By Thomas Orde-Lees, Quartermaster
“June, 1916. 15”
Mild but wet. Temperature 31 degrees. I am tired of stating that the pack is still in; but it is.
Poor Blackborrow had to have his toes amputated today.
The doctors worked under difficulty.
We were all ordered outside except the doctors and Wild, who stayed as a privileged spectator and Hurley who has a reputation as a stoker and who therefore kept the fire going to maintain an equable temperature. He managed to get up and keep a temperature of 80 degrees for an hour, not so bad for the Antarctic, nothing but blubber and penguin skins for fuel.
As it was drizzling we all went and took shelter in one of the caves. It was pretty wet and damp there. We cut each other’s hair to pass the time away and pretty good frights we made out ourselves. As we had to sit on a block of ice during the process, nothing else being available for a seat, we mostly got rather wet where our clothing came in contact with the ice.
The caves are now easily accessible owing to the icefoot having bridged the gap that formerly intercepted out approach.
They form very useful shelters and if only their floors were above high water level and they were on the East side of Penguin Hill they would be of great value to us as shelters for penguin-skinning and as storehouses. To reach them it is nearly always necessary to go right round Penguin Hill although the caves are not more than twenty yards from the hut, but the short cut is seldom negotiable, and when it is, it is only effected by the thin coating of ice adhering to very steep rock faces. Steps have been cut in this ice but a slip would entail a ducking in deep water.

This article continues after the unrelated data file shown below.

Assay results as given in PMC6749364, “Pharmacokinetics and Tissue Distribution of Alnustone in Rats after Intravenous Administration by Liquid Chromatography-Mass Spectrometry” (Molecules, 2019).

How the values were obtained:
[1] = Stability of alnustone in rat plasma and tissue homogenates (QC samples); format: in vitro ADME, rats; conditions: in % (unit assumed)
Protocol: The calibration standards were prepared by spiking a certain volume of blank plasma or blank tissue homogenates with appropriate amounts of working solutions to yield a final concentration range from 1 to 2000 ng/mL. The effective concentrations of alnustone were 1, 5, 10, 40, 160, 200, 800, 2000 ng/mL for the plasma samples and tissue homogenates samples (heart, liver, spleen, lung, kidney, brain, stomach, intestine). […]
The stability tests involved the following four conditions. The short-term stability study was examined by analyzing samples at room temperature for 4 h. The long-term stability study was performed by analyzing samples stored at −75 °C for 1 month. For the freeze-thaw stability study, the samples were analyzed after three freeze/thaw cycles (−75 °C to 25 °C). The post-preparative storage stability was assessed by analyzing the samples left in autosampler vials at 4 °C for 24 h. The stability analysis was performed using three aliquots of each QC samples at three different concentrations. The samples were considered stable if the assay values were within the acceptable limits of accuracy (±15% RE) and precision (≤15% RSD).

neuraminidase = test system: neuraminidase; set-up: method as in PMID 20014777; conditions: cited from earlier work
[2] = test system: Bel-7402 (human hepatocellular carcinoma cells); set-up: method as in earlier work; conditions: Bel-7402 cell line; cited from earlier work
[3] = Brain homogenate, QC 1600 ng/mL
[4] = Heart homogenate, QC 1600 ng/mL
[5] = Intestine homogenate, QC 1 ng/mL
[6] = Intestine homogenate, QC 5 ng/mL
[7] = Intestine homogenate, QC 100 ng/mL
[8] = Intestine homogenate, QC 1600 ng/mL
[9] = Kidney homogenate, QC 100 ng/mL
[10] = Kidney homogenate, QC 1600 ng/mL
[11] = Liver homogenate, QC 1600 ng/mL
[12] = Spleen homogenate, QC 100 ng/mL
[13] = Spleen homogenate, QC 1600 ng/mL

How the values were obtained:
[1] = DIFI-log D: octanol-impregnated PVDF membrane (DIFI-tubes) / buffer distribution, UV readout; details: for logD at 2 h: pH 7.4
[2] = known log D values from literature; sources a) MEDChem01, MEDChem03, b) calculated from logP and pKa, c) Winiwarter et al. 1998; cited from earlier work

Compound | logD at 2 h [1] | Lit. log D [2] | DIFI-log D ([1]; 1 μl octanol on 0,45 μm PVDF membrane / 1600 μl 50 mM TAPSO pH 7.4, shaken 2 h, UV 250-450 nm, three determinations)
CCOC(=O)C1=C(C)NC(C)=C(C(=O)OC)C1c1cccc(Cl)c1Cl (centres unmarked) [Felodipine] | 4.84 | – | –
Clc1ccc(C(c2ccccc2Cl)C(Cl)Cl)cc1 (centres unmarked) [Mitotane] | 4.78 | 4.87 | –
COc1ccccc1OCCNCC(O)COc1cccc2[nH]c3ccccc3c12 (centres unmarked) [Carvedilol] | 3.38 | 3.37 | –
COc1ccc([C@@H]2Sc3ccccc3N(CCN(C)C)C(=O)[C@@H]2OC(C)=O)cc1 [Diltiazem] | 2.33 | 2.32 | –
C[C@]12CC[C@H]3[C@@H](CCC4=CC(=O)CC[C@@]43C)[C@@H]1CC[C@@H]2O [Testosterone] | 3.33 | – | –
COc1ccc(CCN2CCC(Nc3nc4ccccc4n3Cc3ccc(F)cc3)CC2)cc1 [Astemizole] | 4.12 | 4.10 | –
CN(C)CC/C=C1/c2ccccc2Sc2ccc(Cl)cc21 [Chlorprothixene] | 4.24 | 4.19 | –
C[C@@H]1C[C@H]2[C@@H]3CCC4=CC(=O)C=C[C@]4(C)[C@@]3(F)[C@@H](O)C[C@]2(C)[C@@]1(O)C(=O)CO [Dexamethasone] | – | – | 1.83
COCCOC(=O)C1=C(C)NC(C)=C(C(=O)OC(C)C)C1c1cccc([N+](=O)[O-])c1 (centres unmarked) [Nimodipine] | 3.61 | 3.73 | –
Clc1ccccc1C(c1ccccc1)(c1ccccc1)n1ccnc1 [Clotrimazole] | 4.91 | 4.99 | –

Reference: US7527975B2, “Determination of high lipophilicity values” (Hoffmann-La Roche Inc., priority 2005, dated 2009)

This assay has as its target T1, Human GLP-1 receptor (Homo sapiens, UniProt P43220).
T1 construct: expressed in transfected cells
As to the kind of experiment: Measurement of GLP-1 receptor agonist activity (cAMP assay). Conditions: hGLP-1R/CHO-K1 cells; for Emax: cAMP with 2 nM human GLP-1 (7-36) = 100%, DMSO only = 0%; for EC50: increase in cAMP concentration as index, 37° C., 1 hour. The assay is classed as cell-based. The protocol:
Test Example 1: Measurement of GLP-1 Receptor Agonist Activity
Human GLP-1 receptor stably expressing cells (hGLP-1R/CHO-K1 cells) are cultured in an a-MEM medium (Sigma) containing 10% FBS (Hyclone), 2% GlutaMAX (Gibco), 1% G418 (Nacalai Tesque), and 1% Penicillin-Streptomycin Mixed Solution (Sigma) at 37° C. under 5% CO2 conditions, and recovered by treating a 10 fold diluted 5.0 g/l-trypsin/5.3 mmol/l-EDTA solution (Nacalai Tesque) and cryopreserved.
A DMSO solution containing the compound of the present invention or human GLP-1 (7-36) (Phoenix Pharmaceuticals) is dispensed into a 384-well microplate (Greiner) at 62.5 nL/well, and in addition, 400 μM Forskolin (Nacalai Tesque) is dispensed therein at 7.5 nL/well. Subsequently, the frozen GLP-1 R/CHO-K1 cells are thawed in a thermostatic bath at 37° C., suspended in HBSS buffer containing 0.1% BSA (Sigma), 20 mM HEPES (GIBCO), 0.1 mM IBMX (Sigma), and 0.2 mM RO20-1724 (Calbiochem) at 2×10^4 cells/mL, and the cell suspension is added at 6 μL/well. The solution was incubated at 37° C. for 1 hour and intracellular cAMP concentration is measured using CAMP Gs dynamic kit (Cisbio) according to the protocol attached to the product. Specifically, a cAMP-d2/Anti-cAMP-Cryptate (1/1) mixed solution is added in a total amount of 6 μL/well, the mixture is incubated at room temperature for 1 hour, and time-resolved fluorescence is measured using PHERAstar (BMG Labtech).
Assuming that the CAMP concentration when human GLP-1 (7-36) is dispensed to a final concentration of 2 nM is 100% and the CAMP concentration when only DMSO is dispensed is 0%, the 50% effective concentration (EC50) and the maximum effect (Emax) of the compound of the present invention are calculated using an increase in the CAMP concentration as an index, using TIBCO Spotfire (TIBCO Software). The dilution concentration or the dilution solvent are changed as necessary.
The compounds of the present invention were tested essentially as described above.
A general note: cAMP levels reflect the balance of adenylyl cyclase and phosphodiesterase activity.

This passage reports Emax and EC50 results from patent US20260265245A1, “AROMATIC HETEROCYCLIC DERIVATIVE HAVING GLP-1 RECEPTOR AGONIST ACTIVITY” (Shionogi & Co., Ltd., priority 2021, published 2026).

It was nearly three hours before we were again able to get back into the hut by which time we were bored, cold and hungry.
The operation had been successful in spite of difficulties and when we got back into our cosy bags the patient was sleeping off the effects of the anaesthetic [sic].
Previous entry | Next entry | Go to introduction
One hundred years ago this August, Ernest Shackleton rescued his crew after the failure of the Imperial Trans-Antarctic Expedition. Rauner holds a complete transcript of the diary and the manuscript diary from March 24th, 1915, through April 16th, 1916.” These entries are a selection from the diary of the expedition’s quartermaster Thomas Orde-Lees.
Rauner Special Collections Library in Webster Hall holds a complete transcript of the diary and the manuscript diary from March 24th, 1915, through April 16th, 1916. To see them, come to Rauner and ask to see MSS-185 or Stefansson G850 1914 .O7 1997 during normal hours of operation. An exhibit on Shackleton’s Antarctic explorations will be on display in Rauner from July 1-September 2, 2016.